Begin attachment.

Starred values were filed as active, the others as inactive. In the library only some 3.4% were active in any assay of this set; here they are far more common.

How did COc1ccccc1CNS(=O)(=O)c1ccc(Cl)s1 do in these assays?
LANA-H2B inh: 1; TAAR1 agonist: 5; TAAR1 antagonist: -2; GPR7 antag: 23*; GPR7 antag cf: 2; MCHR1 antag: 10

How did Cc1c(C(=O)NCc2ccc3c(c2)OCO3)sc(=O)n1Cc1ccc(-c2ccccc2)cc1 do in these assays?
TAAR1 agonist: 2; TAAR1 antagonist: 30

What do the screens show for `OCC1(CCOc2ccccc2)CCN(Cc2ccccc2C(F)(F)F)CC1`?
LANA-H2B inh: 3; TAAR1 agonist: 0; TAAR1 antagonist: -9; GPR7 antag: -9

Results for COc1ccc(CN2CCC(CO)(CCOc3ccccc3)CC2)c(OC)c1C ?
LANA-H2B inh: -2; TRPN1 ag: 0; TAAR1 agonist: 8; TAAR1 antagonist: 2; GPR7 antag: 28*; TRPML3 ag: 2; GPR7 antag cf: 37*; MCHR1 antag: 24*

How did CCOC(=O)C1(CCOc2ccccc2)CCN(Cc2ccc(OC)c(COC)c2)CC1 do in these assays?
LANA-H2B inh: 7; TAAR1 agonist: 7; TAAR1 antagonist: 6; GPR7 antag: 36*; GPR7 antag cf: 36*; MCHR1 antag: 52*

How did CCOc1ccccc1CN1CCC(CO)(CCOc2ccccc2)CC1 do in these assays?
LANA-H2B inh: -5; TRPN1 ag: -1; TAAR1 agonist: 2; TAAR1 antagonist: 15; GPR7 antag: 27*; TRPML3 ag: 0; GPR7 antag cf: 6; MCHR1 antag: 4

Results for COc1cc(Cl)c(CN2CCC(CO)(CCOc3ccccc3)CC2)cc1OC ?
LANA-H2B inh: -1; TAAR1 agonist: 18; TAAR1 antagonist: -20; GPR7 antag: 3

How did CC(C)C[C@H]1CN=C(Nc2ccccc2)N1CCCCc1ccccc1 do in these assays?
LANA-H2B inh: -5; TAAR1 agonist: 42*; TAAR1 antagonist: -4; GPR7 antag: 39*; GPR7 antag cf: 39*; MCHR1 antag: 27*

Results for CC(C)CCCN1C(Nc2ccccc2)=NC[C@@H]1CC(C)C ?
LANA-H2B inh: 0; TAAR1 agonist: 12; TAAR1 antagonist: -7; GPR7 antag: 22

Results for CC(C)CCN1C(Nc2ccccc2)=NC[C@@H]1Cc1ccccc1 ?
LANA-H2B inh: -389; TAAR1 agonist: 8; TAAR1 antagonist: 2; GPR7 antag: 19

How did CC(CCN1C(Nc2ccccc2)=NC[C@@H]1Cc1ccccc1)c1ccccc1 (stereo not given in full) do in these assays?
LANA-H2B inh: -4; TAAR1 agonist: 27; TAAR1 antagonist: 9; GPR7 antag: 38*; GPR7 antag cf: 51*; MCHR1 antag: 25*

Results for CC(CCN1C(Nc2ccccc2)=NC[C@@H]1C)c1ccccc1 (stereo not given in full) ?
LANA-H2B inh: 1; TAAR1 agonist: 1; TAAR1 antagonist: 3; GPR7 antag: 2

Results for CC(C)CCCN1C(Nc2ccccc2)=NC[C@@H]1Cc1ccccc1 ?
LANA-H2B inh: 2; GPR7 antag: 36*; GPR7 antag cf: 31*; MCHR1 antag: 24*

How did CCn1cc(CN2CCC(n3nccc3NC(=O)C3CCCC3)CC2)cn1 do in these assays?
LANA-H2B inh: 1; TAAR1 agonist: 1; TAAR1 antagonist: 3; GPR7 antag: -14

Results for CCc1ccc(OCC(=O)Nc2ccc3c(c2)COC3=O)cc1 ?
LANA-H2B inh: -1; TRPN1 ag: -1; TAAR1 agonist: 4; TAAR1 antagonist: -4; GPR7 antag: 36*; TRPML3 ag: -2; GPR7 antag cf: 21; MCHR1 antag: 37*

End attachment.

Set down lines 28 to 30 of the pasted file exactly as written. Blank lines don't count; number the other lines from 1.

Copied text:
How did CCn1cc(CN2CCC(n3nccc3NC(=O)C3CCCC3)CC2)cn1 do in these assays?
LANA-H2B inh: 1; TAAR1 agonist: 1; TAAR1 antagonist: 3; GPR7 antag: -14

Results for CCc1ccc(OCC(=O)Nc2ccc3c(c2)COC3=O)cc1 ?